Sample Design • Because this study focuses on health seeking behaviour amongst vulnerable groups, the focus was on selecting migrants living in camps. This was based on previous, qualitative research carried out by the Kenan Institute and the Malaria Unit in Phuket who had already made a detailed mapping of most migrant camps in Phuket. • When selecting a representative sample, the idea is to have a good spread across the sample population. In the case of this study, two factors were used to help achieve this end. • First, industry of engagement. Migrants working in construction, fishing and rubber tapping are not just found in different locations but their risk exposure is also very different. A rubber tapper working in the forest, for example, are faced with far greater risks of contracting malaria compared to a migrant working in a fishing village near the beach. • Secondly, malaria transmission risk zone. The Malaria Unit in Phuket has classified camps into high and Moderate risk groups depending on their location and exposure to different vectors. Additional camps, classified as being in a low risk zone, were also identified. The risk factor was seen as important because it helped to ensure that vulnerable groups were included. Having said that, a high risk zone for malaria may not be a high risk zone for other ILIs, and hence, having a spread across different malaria risk zones were seen as another good way of spreading the sample. • The Thai communities were selected in the vicinity of each camp selected. This was done to insure that the geographical spread of the two samples were similar and that both groups were selected in similar risk zones. The Thai sample serves as a form of a control group against the more vulnerable migrant communities. The distribution of locations selected are shown in the table below.
Sampling and Sample Size Sampling was carried out through random selection of households within the pre-selected migrant camps and Thai communities followed by the Kish Grid method for random selection of an adult within the household. Fieldwork was carried out from 11 October until 16 November. All interviews were carried out face to face. The final sample distribution is shown in the table below. No weighting has been applied as there is no record of the size or distribution of the migrant population.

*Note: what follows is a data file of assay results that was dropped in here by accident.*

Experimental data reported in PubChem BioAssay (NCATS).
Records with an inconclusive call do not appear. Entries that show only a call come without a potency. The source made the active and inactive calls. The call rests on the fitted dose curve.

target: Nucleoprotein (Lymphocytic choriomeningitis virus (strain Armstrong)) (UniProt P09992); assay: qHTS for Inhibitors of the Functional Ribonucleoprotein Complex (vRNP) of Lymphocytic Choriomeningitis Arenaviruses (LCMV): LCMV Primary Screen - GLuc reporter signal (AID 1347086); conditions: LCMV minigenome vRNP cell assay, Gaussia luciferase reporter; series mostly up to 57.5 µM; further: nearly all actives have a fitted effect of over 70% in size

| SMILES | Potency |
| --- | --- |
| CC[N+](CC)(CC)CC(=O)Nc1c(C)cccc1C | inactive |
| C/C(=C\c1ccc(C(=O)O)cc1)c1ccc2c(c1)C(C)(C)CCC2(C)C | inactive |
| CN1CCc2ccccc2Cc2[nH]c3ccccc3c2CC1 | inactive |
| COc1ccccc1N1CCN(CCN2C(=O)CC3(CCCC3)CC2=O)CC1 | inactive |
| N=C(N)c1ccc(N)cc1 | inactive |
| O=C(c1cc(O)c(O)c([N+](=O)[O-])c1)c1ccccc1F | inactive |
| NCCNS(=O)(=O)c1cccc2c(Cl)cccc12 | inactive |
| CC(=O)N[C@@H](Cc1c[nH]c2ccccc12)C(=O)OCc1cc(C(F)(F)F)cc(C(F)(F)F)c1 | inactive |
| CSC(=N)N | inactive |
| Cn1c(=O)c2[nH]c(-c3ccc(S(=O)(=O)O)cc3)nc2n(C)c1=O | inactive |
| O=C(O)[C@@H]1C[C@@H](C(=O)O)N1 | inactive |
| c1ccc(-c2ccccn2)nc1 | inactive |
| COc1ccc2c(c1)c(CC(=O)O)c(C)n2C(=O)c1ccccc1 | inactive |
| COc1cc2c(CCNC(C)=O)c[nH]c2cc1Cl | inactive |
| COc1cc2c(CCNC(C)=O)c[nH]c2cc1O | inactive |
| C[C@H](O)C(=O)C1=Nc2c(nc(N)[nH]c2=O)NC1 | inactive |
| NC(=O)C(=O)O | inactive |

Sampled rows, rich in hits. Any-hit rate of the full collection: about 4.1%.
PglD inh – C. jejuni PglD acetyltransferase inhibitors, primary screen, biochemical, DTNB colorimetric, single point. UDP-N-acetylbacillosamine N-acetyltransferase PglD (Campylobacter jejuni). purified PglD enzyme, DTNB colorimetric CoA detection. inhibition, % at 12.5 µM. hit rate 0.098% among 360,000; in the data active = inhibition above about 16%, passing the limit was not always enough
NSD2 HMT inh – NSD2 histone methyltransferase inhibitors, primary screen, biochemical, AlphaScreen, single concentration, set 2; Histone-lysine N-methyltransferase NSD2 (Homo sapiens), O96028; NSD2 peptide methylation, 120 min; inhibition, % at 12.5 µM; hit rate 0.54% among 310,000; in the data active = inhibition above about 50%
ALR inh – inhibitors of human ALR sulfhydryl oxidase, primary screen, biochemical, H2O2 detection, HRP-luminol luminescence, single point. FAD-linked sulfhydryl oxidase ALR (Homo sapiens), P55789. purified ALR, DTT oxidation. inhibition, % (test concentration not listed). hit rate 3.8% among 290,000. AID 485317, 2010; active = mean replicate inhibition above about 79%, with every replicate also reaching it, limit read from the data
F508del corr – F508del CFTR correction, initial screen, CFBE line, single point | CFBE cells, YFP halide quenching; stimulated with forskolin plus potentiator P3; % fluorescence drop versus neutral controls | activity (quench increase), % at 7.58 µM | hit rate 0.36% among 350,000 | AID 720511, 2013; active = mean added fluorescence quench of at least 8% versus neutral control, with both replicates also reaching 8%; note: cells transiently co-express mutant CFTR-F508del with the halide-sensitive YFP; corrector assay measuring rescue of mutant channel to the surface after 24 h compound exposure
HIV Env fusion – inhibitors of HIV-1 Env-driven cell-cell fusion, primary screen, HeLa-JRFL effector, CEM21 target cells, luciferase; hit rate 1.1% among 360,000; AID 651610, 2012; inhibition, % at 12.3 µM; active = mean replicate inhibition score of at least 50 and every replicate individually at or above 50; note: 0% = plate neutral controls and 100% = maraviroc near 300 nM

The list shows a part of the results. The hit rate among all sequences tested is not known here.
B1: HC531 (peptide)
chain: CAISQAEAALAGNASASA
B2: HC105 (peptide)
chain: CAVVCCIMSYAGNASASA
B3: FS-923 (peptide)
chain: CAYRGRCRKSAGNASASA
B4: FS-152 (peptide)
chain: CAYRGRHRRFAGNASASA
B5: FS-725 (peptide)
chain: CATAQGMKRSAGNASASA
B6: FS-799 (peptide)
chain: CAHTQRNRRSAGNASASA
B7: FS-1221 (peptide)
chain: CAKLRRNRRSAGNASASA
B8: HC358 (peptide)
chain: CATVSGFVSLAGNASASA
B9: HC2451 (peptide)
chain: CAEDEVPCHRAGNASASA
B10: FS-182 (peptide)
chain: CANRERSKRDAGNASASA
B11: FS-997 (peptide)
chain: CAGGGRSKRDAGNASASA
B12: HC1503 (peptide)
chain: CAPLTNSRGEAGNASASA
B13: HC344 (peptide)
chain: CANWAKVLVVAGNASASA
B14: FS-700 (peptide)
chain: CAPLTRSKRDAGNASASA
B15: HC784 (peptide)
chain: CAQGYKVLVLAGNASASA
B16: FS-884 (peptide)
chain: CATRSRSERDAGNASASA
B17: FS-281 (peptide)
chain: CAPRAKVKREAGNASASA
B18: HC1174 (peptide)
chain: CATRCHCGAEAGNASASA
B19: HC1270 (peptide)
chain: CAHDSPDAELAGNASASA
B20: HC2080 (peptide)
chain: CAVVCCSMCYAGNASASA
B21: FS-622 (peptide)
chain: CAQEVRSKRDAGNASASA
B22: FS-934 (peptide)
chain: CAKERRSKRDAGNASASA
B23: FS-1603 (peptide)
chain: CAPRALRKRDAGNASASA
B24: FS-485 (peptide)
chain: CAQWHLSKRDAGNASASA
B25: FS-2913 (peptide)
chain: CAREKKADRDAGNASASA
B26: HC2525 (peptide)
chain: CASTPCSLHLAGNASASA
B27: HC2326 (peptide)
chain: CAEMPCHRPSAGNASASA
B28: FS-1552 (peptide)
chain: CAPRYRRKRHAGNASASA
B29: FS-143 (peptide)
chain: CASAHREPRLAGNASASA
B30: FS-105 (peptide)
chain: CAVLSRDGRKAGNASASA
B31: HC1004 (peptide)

Migrant Camp Distribution The 15 migrant camps included were selected to obtain a good spread across industry as well as risk zone for malaria transmission. Locations were identified in cooperation with the Malaria Unit and Kenan Institute. A good spread across both Burmese and Mon migrants was achieved.
Key Segment Profiles Migrants and Thai segments as well as migrant sub-segments
Respondent Segments Thai Origin Migrant Origin Migrant Status Most of the Thais interviewed were local Thais who grew up in Phuket but many have also moved in from other provinces. Migrants are split nearly 50/50 between Burmese and Mon and three our of four migrants interviewed were registered. Base: All respondents (Thai n=400, Migrants n=400)
Migrant vs. Thai Profile As can be seen, there is a vast difference between migrants living in camps and Thais. Migrants are much younger and most are poorly educated. In terms of financial means they are far worse off with nearly all of them found in the lowest socioeconomic segments of D and E.
Migrant vs. Thai Profile As expected the migrants have smaller households but over half are married and one in five have children under 5 years. Two out of three migrants can speak a bit of Thai but almost none of them can read and write Thai. Whilst the vast majority can speak Burmese some 7-10 percent are illiterate and are not able to read or write in any of the three languages.
Registered vs. Unregistered Migrant Profile The unregistered migrants tend to be a bit younger still and are on average even worse off economically with two thirds being found in the lowest socioeconomic segment E.
Registered vs. Unregistered Migrant Profile The major difference between registered and unregistered migrants is that those who are registered tend to live in larger households. They are more likely to be married and to have young children. However, in terms of language proficiency there is no major difference. The majority of the unregistered migrants are Burmese. It should be noted that unregistered migrants were fairly evenly spread across the camps both in terms of industry and malaria transmission risk zone.
Knowledge About Influenza Like Illnesses Symptoms, transmission routes and how to block transmission in relation to malaria, dengue and avian influenza.
Knowledge of Malaria Thai Migrants 80% for Low malaria transmission risk zone The vast majority of migrants are aware of malaria and amongst the Thai population it is 100 percent. Awareness across different migrant groups did not differ significantly and shows that Malaria is a disease that people in general know something about. The only group found with a somewhat lower score were migrants located in low risk malaria zones. This could be explained by the Malaria Unit having done a lot of activities in camps with higher risk. Base: All respondents (Thai n=400, Migrants n=400)